GöTEBORG, Sweden — Environmental health scientists, child health advocates, governments, and paint industry associations are uniting this week (October 21-27, 2018) for the International Lead Poisoning Prevention Week of Action.
Calling for protections for the 857 million children ages 0-9 years old who live in countries with no protective lead paint regulations, organizations in 30 countries, coordinating with the Global Alliance to Eliminate Lead Paint (a voluntary partnership hosted by the United Nations Environment Programme and the World Health Organization), urge governments to adopt legislation to protect children’s health.
Lead paint, a major source of childhood lead exposure, can cause permanent and irreversible brain damage in children. Lead exposure, from all sources, is also responsible for a higher percentage of adult mortality than previously thought. Experts and many paint manufacturers stress that elimination of lead paint is a viable goal, as safe and affordable alternatives to lead additives are widely available. Paint manufacturers in many countries have developed lead-free paint formulas.
In conjunction with the Lead Week of Action, 33 IPEN member NGOs from 30 countries are launching activities in Africa, the Middle East, Latin America and the Caribbean, South Asia, Southeast and East Asia, and Eastern Europe, Caucasus and Central Asia to highlight that children in their countries lack protections from lead paint exposure and to urge governments to take action.
New Paint Studies Reveal Need for Laws and Enforcement
Recent paint studies conducted in The Gambia, Mexico, Iraq and Jamaica underscore the need for enforcement efforts to accompany strong regulations. Research indicates that legislation alone is not enough to keep children safe. Not only should regulation set total lead limits below 90 ppm in paint and include household and industrial paints, but enforcement and monitoring are essential.
In The Gambia, 62% of paints sampled had lead content above 90 ppm. In Iraq, 42% of paints sampled exceeded the 90 ppm limit. Mexico is an example of a country where requirements to not use lead in paint production is clearly not enforced, since 45% of the paints sampled in 2018 contained total lead levels above 90 ppm, the internationally recommended regulatory limit for all paint.
The sampling in Jamaica highlights a national success and an area of concern. All 35 solvent-based paints for household use measured below the 90 ppm limit. However, one industrial paint with a warning on the label that states, “for professional use only—not for household use,” was sold over the counter without any instructions from the seller about its usage. The paint contained 150,000 ppm of lead. This dangerously high lead level underscores the need to include industrial paints in national legislation, as also seen in studies from Africa and Asia.
“There are no safe levels of lead exposure. It is shocking that manufacturers continue to produce lead paints for use in homes, schools and day care centers knowing that their products can permanently impair children. Safer paint ingredients have been available and in use for decades,” said Dr. Sara Brosché, Campaign Manager, IPEN Global Lead Paint Elimination Campaign.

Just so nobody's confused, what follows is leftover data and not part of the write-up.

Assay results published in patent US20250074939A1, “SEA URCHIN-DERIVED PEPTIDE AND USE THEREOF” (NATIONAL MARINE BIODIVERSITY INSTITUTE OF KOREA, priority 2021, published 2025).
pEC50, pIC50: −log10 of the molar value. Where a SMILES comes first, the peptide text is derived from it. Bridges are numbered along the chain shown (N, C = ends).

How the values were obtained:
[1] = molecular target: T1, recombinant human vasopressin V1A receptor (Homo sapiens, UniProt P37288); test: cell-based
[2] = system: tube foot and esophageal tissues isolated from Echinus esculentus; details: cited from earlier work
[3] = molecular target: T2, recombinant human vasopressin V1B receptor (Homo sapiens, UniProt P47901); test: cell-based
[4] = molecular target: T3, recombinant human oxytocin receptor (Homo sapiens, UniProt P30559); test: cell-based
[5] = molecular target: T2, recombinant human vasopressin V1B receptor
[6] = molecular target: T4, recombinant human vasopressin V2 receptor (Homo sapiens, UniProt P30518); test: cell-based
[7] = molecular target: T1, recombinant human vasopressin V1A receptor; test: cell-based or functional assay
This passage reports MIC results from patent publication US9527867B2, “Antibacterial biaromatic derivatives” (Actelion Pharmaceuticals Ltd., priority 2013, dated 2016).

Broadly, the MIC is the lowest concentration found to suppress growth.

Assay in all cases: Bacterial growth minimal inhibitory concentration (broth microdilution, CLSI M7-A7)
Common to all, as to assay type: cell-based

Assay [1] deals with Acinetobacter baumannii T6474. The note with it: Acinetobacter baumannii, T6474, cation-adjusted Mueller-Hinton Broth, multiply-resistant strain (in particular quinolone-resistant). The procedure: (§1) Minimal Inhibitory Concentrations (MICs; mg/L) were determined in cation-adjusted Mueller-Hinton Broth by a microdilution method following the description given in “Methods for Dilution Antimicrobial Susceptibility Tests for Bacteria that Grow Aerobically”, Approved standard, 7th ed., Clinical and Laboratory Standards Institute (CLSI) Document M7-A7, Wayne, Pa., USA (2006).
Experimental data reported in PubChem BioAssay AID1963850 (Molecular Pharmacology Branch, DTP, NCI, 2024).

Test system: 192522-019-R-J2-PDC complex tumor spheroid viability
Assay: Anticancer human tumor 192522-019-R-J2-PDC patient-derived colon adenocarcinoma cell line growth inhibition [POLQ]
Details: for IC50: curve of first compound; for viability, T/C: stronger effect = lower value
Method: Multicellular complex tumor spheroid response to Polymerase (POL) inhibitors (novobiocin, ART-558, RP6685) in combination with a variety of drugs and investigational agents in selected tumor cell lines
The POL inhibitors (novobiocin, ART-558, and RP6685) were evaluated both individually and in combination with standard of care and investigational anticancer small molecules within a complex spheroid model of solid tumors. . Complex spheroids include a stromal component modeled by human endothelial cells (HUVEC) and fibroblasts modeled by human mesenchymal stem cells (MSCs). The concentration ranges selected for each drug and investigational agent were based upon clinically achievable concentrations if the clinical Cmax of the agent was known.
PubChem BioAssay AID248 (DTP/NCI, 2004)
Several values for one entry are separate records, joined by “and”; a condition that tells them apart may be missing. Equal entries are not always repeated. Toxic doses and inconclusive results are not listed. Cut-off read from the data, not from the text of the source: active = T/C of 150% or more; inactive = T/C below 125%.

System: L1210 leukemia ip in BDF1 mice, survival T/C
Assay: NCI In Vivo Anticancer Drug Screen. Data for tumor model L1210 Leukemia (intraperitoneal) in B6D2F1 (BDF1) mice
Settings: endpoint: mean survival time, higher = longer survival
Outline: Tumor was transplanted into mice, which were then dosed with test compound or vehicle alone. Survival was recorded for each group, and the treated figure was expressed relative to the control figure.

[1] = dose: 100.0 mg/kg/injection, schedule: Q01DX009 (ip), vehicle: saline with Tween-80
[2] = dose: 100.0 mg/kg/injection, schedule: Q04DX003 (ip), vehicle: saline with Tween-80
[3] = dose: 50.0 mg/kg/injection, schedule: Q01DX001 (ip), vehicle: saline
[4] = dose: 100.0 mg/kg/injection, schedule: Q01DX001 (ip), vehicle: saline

“While some producers have begun removing lead from their products, an alarming amount of lead paint continues to be sold in all regions of the world. This is why governments must act now to require elimination of lead paint additives and dramatically improve life chances of children in their countries.”
Painting A Brighter Future
Several countries have enacted lead paint laws in the last ten years, including Cameroon, Ethiopia, Kenya and Tanzania in Africa; and India, Nepal, Philippines, Sri Lanka, and Thailand in Asia. Successes in many countries, such as the Philippines, which now boasts an 85% lead-free market, are due to collaborative efforts in which public interest groups engage government and industry in collaborations to promote lead paint laws, leading to growing national markets for lead safe paint.
“Compliance monitoring by designated regulatory agencies is a vital safety control. While a number of paint companies have joined efforts to transform the market and show the business sense of removing lead from their paint production by participating in a third-party Lead Safe Paint® Certification program, too many continue to add toxic lead to their paints. A recent paint study in The Gambia exposed that an imported paint product using a “100% Lead Free” label contained lead levels of 100,000 ppm,” said Manny Calonzo, IPEN Lead Paint Elimination Advisor and winner of the Goldman Environmental Prize 2018 for his multi-stakeholder coalition model in the Philippines and leadership for global elimination of lead paint.
“This highlights the need to adopt and enforce regulations and conduct sustained compliance monitoring to keep children safe.”
Please contact Dr. Sara Brosché (email@example.com) or Manny Calonzo (firstname.lastname@example.org) in order to receive more information and to speak with global organizers and leaders of lead paint elimination campaigns in the 30 countries involved in the Week of Action.
IPEN is a global network of more than 500 health and environmental public interest organizations in over 100 countries, working to eliminate the world’s most harmful chemicals to create a toxics-free future.